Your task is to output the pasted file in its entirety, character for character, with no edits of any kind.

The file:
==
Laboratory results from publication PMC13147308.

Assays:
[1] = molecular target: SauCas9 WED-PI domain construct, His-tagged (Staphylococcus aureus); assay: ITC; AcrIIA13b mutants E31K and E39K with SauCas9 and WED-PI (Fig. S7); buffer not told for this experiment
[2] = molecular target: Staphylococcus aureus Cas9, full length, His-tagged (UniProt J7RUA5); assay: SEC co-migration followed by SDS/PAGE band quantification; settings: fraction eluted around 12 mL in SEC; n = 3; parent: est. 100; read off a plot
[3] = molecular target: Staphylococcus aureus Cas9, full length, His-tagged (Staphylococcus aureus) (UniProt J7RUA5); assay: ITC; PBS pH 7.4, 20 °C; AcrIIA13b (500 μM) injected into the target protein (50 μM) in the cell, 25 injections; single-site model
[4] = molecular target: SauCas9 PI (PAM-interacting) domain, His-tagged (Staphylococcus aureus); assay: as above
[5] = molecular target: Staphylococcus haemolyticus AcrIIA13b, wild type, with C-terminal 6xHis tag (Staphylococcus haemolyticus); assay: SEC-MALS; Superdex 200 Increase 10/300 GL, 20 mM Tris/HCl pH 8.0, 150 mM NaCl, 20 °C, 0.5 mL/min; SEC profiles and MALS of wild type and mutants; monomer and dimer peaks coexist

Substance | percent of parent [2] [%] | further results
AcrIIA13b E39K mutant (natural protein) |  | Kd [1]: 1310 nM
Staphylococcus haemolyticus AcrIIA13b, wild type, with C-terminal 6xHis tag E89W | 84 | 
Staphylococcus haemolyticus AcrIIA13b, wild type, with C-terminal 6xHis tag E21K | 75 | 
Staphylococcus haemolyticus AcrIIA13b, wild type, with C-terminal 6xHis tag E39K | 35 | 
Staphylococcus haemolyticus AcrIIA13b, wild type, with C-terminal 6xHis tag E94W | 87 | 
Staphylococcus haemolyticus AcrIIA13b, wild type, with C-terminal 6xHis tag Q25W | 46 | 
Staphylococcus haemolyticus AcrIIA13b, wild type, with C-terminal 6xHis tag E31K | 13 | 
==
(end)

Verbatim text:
Laboratory results from publication PMC13147308.

Assays:
[1] = molecular target: SauCas9 WED-PI domain construct, His-tagged (Staphylococcus aureus); assay: ITC; AcrIIA13b mutants E31K and E39K with SauCas9 and WED-PI (Fig. S7); buffer not told for this experiment
[2] = molecular target: Staphylococcus aureus Cas9, full length, His-tagged (UniProt J7RUA5); assay: SEC co-migration followed by SDS/PAGE band quantification; settings: fraction eluted around 12 mL in SEC; n = 3; parent: est. 100; read off a plot
[3] = molecular target: Staphylococcus aureus Cas9, full length, His-tagged (Staphylococcus aureus) (UniProt J7RUA5); assay: ITC; PBS pH 7.4, 20 °C; AcrIIA13b (500 μM) injected into the target protein (50 μM) in the cell, 25 injections; single-site model
[4] = molecular target: SauCas9 PI (PAM-interacting) domain, His-tagged (Staphylococcus aureus); assay: as above
[5] = molecular target: Staphylococcus haemolyticus AcrIIA13b, wild type, with C-terminal 6xHis tag (Staphylococcus haemolyticus); assay: SEC-MALS; Superdex 200 Increase 10/300 GL, 20 mM Tris/HCl pH 8.0, 150 mM NaCl, 20 °C, 0.5 mL/min; SEC profiles and MALS of wild type and mutants; monomer and dimer peaks coexist

Substance | percent of parent [2] [%] | further results
AcrIIA13b E39K mutant (natural protein) |  | Kd [1]: 1310 nM
Staphylococcus haemolyticus AcrIIA13b, wild type, with C-terminal 6xHis tag E89W | 84 | 
Staphylococcus haemolyticus AcrIIA13b, wild type, with C-terminal 6xHis tag E21K | 75 | 
Staphylococcus haemolyticus AcrIIA13b, wild type, with C-terminal 6xHis tag E39K | 35 | 
Staphylococcus haemolyticus AcrIIA13b, wild type, with C-terminal 6xHis tag E94W | 87 | 
Staphylococcus haemolyticus AcrIIA13b, wild type, with C-terminal 6xHis tag Q25W | 46 | 
Staphylococcus haemolyticus AcrIIA13b, wild type, with C-terminal 6xHis tag E31K | 13 | 